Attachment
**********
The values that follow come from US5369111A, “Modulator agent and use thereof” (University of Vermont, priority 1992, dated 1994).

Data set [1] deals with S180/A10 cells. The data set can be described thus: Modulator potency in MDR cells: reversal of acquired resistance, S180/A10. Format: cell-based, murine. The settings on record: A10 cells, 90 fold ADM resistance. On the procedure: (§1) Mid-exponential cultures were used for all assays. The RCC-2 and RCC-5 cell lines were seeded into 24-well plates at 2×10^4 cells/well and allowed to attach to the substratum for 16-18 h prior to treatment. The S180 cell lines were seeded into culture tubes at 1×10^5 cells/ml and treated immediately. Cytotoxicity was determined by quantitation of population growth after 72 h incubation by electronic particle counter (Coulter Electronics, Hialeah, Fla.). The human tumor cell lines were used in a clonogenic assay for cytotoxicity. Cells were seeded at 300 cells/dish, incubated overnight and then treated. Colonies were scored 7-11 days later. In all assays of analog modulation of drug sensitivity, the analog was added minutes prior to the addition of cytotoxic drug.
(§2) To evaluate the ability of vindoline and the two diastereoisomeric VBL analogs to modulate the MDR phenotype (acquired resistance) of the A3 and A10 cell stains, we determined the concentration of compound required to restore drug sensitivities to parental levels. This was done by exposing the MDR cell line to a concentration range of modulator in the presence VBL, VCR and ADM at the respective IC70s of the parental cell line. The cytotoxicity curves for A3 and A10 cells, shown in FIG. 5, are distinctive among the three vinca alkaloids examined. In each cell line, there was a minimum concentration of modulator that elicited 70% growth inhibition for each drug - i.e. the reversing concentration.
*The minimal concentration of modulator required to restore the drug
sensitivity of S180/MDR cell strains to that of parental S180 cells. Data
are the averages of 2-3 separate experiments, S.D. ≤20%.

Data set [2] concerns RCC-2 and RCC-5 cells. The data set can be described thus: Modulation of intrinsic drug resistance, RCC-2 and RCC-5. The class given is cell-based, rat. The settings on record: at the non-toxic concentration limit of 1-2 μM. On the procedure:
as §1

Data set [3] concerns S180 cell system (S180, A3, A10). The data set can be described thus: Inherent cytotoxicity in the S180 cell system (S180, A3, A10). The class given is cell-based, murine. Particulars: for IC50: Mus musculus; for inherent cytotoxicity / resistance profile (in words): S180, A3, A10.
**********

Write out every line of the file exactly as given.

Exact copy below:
The values that follow come from US5369111A, “Modulator agent and use thereof” (University of Vermont, priority 1992, dated 1994).

Data set [1] deals with S180/A10 cells. The data set can be described thus: Modulator potency in MDR cells: reversal of acquired resistance, S180/A10. Format: cell-based, murine. The settings on record: A10 cells, 90 fold ADM resistance. On the procedure: (§1) Mid-exponential cultures were used for all assays. The RCC-2 and RCC-5 cell lines were seeded into 24-well plates at 2×10^4 cells/well and allowed to attach to the substratum for 16-18 h prior to treatment. The S180 cell lines were seeded into culture tubes at 1×10^5 cells/ml and treated immediately. Cytotoxicity was determined by quantitation of population growth after 72 h incubation by electronic particle counter (Coulter Electronics, Hialeah, Fla.). The human tumor cell lines were used in a clonogenic assay for cytotoxicity. Cells were seeded at 300 cells/dish, incubated overnight and then treated. Colonies were scored 7-11 days later. In all assays of analog modulation of drug sensitivity, the analog was added minutes prior to the addition of cytotoxic drug.
(§2) To evaluate the ability of vindoline and the two diastereoisomeric VBL analogs to modulate the MDR phenotype (acquired resistance) of the A3 and A10 cell stains, we determined the concentration of compound required to restore drug sensitivities to parental levels. This was done by exposing the MDR cell line to a concentration range of modulator in the presence VBL, VCR and ADM at the respective IC70s of the parental cell line. The cytotoxicity curves for A3 and A10 cells, shown in FIG. 5, are distinctive among the three vinca alkaloids examined. In each cell line, there was a minimum concentration of modulator that elicited 70% growth inhibition for each drug - i.e. the reversing concentration.
*The minimal concentration of modulator required to restore the drug
sensitivity of S180/MDR cell strains to that of parental S180 cells. Data
are the averages of 2-3 separate experiments, S.D. ≤20%.

Data set [2] concerns RCC-2 and RCC-5 cells. The data set can be described thus: Modulation of intrinsic drug resistance, RCC-2 and RCC-5. The class given is cell-based, rat. The settings on record: at the non-toxic concentration limit of 1-2 μM. On the procedure:
as §1

Data set [3] concerns S180 cell system (S180, A3, A10). The data set can be described thus: Inherent cytotoxicity in the S180 cell system (S180, A3, A10). The class given is cell-based, murine. Particulars: for IC50: Mus musculus; for inherent cytotoxicity / resistance profile (in words): S180, A3, A10.